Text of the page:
THE PROVISIONAL REVOLUTIONARY COMMITTEE
It is already four years since the three-hundred year yoke of autocracy fell. The repressed people who had been guarded by the gendarmes and police of Nikolai threw down the rotting throne of the tsar. All rich and poor Russia rejoiced in freedom. Capitalists and landowners were satisfied because they could finally put more in their own pockets, stealing labor as before from the worker and peasant, without sharing with the tsar and his champions. They hoped to seat themselves firmly on the toilers' neck, having duped the latter in the Constituent Assembly to which Kerensky was slowly but surely leading.
The bourgeoisie was certain that it would be be able to continue fleecing the peasant and worker. The unexperienced peasants and workers were also pulled toward the Uchredilka, not knowing what it would promise the toiler. The slogan of the Constituent Assembly ruled over all Russia.
Temporarily. But the peasant continued to be in the same fix that he had always been, waiting for when the Uchredilka would decide the question of land. The worker was universally exploited. As before he didn't have the right to the produce of his own labor.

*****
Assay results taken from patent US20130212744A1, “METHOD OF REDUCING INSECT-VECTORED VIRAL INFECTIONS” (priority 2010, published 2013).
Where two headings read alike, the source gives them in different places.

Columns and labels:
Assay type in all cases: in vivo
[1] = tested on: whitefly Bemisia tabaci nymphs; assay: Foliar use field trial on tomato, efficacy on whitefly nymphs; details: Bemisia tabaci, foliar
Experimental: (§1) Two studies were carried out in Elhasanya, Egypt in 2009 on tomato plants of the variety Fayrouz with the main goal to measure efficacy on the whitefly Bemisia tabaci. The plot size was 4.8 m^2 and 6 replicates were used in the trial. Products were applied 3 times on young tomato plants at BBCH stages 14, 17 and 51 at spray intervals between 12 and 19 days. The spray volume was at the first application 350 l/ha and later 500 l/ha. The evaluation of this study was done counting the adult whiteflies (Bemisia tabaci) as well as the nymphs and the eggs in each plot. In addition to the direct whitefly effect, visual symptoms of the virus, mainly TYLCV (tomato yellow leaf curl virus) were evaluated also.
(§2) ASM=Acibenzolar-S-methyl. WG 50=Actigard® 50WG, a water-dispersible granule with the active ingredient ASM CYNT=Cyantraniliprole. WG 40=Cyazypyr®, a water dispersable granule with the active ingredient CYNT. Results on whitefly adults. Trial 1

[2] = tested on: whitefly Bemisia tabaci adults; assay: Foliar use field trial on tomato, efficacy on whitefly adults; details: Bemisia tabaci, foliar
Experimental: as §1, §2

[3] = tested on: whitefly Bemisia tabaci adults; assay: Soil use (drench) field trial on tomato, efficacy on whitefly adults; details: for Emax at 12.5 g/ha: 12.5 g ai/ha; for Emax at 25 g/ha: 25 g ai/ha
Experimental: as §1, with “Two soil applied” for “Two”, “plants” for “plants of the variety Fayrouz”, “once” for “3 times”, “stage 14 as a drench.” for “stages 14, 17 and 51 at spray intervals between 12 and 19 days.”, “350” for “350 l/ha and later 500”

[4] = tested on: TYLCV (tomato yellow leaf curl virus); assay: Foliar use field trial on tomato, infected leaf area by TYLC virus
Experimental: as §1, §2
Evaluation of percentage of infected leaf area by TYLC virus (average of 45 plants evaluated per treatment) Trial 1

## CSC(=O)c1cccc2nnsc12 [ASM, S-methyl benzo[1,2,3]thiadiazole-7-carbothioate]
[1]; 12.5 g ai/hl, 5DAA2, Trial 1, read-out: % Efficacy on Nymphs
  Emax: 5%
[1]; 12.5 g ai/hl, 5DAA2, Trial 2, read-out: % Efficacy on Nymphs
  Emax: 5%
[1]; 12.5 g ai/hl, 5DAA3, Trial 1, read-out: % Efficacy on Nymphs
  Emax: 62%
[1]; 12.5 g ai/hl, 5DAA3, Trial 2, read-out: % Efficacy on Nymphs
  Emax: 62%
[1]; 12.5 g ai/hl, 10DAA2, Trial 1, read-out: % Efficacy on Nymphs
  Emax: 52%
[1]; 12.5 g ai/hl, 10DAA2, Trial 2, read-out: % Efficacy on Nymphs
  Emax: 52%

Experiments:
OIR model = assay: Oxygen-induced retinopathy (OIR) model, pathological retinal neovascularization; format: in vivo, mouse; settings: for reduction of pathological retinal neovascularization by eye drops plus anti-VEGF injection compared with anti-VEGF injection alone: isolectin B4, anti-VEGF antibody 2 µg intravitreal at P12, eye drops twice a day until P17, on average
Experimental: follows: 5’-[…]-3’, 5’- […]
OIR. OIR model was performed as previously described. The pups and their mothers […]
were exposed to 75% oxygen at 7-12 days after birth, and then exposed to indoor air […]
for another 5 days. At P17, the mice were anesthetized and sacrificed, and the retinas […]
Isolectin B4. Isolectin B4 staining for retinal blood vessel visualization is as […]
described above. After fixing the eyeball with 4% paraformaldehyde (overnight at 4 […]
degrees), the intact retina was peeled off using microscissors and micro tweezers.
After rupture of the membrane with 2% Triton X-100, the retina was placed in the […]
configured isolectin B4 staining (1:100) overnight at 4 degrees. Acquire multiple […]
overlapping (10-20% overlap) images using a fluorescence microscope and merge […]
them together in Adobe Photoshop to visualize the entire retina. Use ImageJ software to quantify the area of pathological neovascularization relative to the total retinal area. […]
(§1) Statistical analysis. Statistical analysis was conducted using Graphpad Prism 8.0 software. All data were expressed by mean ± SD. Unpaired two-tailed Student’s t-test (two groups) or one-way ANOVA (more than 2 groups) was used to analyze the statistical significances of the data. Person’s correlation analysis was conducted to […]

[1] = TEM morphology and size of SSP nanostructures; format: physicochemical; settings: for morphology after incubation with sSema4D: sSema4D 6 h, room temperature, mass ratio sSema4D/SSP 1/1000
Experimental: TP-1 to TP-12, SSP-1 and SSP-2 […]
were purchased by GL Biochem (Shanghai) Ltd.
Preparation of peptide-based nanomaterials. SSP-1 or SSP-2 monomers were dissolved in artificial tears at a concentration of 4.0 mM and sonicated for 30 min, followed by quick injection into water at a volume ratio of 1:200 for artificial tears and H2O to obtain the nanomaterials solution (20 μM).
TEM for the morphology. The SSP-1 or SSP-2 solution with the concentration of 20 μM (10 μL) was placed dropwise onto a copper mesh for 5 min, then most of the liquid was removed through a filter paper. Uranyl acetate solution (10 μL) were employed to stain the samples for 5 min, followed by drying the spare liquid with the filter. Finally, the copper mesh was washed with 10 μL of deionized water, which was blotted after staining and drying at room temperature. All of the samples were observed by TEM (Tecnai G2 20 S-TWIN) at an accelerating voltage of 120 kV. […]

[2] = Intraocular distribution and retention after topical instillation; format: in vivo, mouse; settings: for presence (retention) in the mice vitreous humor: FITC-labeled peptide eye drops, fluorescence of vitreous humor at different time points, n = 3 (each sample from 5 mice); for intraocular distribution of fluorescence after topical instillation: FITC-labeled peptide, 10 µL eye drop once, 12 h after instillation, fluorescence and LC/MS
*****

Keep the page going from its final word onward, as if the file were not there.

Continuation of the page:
The toilers of Russia finally understood that they were not escaping the cabal of the landowner and capitalist, and that this cabal was preparing them a new serfdom, bourgeois power.
Patience broke, and in October of 1917 the bourgeoisie was thrown aside by a comradely blow by the seamen, army, workers and peasants. It seemed that the laboring people had entered into their rights.
But the Communist party, filled with self-seekers and having become seperated from the peasants and workers in whose name it acted, seized power into its own hands. It decided to govern the country with the aid of its commissars, by the example of landowner Russia.